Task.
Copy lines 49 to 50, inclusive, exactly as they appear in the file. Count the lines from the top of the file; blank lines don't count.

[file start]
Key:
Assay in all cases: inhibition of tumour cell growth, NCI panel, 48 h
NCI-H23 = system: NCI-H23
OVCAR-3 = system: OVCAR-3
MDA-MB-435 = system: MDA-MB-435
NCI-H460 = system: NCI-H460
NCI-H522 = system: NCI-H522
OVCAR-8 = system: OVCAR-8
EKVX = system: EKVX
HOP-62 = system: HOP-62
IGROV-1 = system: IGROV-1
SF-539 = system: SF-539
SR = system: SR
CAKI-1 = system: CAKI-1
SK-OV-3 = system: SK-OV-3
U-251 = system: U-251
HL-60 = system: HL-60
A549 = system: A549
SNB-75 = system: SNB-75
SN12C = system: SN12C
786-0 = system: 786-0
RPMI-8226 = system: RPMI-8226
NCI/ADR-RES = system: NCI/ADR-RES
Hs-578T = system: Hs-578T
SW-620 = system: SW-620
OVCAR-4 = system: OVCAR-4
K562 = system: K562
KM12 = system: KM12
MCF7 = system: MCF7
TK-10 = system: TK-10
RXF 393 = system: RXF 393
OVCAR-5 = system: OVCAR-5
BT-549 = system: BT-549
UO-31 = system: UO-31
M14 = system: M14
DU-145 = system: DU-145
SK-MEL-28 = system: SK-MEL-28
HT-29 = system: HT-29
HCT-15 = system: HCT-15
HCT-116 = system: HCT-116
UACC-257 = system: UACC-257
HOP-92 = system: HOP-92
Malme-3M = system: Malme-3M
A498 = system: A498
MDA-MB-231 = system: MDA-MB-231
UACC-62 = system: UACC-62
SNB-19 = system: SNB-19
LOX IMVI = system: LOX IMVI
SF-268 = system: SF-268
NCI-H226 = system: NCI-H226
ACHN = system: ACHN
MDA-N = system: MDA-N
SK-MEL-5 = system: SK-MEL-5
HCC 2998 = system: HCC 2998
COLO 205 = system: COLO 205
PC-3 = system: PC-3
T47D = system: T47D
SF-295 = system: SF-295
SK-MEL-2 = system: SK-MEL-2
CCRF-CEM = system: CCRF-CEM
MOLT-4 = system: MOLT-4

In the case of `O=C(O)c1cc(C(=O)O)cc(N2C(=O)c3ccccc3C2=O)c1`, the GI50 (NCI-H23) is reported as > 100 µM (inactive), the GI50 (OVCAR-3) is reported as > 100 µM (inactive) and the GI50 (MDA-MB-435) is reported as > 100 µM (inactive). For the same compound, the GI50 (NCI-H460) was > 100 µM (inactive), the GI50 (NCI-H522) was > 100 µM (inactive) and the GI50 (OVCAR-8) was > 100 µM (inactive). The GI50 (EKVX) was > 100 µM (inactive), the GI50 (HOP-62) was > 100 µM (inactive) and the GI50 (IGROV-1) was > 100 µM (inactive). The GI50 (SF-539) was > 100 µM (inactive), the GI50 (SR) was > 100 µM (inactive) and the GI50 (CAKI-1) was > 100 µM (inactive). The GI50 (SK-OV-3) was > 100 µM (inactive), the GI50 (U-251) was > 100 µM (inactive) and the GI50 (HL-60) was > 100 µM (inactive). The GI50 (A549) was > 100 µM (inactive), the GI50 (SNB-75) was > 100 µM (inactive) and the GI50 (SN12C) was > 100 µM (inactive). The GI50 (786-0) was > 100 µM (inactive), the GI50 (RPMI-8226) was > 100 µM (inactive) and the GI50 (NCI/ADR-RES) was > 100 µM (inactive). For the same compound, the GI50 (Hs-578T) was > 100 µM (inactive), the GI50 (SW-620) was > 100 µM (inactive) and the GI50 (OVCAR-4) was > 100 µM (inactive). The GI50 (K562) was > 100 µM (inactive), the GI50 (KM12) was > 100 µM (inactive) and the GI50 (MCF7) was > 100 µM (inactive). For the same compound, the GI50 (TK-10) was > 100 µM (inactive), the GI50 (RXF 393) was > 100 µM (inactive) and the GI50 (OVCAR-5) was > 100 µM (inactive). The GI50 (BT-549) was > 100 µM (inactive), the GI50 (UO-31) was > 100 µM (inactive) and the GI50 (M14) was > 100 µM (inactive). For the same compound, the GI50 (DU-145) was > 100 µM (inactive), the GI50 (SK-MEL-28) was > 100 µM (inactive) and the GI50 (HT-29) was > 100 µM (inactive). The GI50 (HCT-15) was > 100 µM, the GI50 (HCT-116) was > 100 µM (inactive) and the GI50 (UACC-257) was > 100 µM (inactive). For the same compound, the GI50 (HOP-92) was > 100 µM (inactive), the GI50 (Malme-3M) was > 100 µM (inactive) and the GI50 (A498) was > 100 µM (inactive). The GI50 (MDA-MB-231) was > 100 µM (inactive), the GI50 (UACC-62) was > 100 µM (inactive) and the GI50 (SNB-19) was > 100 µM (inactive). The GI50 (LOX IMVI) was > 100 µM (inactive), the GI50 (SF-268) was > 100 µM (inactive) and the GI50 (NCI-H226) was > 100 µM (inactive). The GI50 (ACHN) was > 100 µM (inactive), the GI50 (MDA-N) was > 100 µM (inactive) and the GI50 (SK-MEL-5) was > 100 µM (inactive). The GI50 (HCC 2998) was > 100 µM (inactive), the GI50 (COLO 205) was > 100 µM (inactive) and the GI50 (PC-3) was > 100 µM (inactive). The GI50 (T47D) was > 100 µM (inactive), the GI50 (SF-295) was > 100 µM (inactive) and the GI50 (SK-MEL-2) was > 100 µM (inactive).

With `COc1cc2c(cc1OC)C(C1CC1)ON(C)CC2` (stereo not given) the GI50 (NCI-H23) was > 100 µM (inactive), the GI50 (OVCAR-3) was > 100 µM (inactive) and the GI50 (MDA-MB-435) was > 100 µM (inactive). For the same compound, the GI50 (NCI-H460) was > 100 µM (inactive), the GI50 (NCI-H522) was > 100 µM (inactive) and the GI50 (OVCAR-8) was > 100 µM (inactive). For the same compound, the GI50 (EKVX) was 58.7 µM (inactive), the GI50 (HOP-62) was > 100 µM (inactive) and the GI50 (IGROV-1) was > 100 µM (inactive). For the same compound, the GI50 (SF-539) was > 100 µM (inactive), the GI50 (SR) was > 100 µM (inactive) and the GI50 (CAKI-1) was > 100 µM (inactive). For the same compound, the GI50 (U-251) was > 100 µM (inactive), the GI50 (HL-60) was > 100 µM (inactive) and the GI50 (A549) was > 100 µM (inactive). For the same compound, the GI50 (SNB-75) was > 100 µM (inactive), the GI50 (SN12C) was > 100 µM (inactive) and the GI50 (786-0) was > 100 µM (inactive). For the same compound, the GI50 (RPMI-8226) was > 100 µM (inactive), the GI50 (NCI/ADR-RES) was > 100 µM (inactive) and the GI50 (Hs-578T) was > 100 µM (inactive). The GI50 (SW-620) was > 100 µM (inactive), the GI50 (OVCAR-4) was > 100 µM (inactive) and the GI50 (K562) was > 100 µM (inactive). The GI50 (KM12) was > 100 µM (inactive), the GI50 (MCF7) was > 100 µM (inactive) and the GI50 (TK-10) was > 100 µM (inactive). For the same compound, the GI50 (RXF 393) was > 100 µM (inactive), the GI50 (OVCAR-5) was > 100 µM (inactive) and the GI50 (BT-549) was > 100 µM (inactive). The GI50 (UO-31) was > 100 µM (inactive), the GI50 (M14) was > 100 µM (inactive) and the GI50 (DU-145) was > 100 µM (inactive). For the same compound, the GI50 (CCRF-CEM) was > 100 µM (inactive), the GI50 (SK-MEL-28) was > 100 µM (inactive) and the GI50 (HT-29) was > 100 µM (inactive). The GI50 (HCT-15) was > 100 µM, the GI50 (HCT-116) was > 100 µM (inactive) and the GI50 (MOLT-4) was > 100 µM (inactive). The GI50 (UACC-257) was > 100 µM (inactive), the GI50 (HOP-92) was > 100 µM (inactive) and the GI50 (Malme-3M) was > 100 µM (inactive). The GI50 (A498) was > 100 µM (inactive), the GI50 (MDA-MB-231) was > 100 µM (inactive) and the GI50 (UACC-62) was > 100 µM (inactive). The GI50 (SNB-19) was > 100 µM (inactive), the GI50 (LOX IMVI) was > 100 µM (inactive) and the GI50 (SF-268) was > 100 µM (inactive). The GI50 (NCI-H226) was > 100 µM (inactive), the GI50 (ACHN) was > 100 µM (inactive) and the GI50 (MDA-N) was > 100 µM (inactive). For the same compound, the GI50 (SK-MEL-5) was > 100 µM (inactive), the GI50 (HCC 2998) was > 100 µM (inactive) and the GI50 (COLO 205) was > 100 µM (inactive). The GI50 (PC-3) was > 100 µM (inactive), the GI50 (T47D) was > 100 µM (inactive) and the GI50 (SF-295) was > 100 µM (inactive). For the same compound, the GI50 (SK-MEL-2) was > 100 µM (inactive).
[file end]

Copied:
SF-268 = system: SF-268
NCI-H226 = system: NCI-H226